by Paul Giblin
LONDON, Aug. 8 (Xinhua) -- Algeria's Taoufik Makhloufi's win in the final of the men's 1,500 meter final on Tuesday night was one of the controversial moments of the London Olympic Games.
The Algerian runner produced a stunning finish in the last lap to sprint away from the field and cross the finish line with a comfortable lead over Leonel Manzano and Abdaali Iguider to claim his country's first gold medal, indeed their only medal of the Olympics to date.
But questions have been raised over his victory given that the Algerian had originally been kicked out of the Games following an incident in the heats of the 800 meters on Monday.
Having already assured his place in the final of the 1,500 meters, Makhloufi ran just over 100 meters of the 800 meter heat before stopping. The referee decided he had "not made a bona-fide effort" and excluded him from all other events in the competition. That decision was overturned later in the day after the decision by an independent doctor that Makhloufi had "suffered from a painful injury, which however, with appropriate treatment, may allow him to compete in 24 hours."
Clearly he received the "appropriate treatment" and there was little sign of any pain as he sprinted away from his rivals before insisting the physical problem which had earned him the reprieve had existed.
"It was a little hectic and not easy. I have a problem with my left leg and it may need surgery," said Makhloufi. "It was the will of God, yesterday I was out, today I was in," he commented about the decision.
It is doubtful whether or not Makhloufi truly was suffering any injury, but nevertheless reinstating the runner was the correct decision and one which probably accepts an error made in scheduling, which saw the semi-finals of the 800 meters run less than an hour before the final of the 1,500 meters.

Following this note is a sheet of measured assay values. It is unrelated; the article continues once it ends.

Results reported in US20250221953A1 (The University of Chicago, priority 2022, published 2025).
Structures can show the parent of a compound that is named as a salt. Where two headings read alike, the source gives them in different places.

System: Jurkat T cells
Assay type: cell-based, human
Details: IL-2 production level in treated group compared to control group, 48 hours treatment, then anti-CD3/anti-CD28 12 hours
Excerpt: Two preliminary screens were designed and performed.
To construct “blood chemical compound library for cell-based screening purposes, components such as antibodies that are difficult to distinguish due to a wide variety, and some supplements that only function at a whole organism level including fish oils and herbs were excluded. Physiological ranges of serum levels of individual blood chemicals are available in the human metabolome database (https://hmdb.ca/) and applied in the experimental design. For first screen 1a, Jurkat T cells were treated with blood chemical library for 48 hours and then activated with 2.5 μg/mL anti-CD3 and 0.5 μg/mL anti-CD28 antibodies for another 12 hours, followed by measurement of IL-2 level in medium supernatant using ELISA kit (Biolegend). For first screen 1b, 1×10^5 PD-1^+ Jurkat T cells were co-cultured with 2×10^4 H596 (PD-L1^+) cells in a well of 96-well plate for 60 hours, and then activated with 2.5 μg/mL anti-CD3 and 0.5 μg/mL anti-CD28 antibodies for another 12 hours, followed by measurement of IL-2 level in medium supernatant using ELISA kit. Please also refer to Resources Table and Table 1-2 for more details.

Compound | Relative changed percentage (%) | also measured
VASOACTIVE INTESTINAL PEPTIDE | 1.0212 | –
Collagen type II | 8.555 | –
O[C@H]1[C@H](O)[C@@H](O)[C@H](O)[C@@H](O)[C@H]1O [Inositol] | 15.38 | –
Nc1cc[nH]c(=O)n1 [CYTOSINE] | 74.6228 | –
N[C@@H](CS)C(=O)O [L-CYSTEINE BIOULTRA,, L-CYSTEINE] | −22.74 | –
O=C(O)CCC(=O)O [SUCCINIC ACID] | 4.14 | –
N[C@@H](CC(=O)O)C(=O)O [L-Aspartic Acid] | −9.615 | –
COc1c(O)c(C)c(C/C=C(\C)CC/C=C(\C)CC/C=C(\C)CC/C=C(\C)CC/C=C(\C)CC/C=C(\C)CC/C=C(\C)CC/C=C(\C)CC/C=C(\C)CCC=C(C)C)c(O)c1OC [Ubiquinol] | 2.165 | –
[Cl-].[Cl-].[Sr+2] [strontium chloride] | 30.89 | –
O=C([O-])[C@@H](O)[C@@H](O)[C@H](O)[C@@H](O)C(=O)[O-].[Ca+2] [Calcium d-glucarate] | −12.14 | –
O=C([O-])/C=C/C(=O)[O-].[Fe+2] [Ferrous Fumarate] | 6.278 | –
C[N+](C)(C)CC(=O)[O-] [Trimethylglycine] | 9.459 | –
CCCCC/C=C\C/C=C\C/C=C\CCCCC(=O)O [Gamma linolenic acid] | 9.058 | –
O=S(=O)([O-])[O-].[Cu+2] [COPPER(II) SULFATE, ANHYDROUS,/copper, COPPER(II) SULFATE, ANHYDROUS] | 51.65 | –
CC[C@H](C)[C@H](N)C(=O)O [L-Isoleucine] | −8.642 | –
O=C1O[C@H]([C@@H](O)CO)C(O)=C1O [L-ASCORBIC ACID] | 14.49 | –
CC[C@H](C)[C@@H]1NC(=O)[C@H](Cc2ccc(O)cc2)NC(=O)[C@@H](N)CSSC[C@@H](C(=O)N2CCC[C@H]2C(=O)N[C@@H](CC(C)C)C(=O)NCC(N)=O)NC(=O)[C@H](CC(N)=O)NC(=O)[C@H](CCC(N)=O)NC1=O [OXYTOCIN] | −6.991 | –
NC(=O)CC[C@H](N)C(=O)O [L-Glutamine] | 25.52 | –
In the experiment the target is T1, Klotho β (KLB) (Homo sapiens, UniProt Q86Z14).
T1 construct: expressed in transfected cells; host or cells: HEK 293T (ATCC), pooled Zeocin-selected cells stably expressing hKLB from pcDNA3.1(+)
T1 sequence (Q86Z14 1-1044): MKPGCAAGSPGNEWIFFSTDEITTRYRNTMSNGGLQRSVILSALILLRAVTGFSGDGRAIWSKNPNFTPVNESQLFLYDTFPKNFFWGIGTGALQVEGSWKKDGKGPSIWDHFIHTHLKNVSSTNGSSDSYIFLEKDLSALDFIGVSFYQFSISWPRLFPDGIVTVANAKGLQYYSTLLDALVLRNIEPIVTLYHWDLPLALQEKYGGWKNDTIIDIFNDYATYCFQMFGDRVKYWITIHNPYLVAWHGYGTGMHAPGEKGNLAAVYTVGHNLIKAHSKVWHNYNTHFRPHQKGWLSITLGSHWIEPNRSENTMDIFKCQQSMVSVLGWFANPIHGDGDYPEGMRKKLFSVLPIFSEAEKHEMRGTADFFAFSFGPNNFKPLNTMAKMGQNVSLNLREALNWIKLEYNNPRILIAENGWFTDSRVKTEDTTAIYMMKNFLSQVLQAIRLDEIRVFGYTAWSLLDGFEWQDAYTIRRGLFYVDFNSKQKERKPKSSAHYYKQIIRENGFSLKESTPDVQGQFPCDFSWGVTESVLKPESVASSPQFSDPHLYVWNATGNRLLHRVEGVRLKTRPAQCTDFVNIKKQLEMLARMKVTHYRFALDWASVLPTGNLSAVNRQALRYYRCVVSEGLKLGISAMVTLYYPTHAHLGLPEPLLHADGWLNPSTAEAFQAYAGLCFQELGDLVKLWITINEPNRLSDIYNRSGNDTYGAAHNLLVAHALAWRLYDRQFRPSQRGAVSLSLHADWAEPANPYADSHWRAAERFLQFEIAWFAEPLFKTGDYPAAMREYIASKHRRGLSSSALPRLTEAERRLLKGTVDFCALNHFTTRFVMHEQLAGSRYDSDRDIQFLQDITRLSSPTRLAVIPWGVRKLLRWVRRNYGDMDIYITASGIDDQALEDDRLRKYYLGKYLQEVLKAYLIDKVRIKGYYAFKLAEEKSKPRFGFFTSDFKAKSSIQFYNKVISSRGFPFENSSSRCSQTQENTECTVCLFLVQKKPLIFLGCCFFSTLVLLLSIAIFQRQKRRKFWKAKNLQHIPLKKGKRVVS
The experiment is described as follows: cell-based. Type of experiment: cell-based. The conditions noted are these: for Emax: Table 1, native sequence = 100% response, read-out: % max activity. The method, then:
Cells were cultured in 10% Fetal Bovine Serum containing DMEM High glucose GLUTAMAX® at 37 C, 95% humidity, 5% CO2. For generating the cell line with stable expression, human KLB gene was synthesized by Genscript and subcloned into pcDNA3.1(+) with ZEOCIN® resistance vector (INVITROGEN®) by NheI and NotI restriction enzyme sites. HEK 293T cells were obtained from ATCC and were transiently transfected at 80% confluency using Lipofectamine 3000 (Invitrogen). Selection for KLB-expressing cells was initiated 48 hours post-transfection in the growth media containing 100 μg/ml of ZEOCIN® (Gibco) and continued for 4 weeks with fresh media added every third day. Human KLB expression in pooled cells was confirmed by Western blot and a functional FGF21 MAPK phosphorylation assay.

Had the Algerian qualified for the semi-finals at 800 and raced his best there is no way he would have been able to compete for and win gold in the 1,500 meters.
Unfortunately the timing of the 800 and 1,500 meters races made the events mutually exclusive. This year in London nobody is going to run the final of both events, because it is a physically impossible task.
This has to be a mistake. As a youngster one of my best Olympic memories is the battle between Britain's Steve Ovett and Sebastian Coe (now Lord Coe, the Chairman of the Organizing Committee of the London Olympics) in the 800 and 1,500 meter races in Moscow in 1980.
Ovett surprisingly defeated Coe in the 800, only for Coe to recover his strength and run to victory in the 1,500 several days later, producing one of the iconic Olympic images as he crossed the finish line in the process.
The point here is that heats for the 1,500 meters didn't start until four days after the 800 meter final with the final six days after the 800 meter final. The men's 800 meter final in London is held on Thursday, just two days after the 1,500 meters.
The two distances are compatible: 800 meter runners can run 1,500 with no problem and vice-versa and as athletes such as Coe and Ovett showed, they can provide magnificent competition.
Britain's Mo Farah won the 10,000 meters on Friday August 3rd and then began competing in the 5,000 meters on August 8 as recovery time has been factored in to the schedule.
It has not been factored in for 800 and 1,500 meters meaning that if he wanted a shot at gold, Makhloufi simply had no option other than to get "injured".
Given Lord Coe's position in these Games, it is surprising that the events at which he excelled have been treated in this way.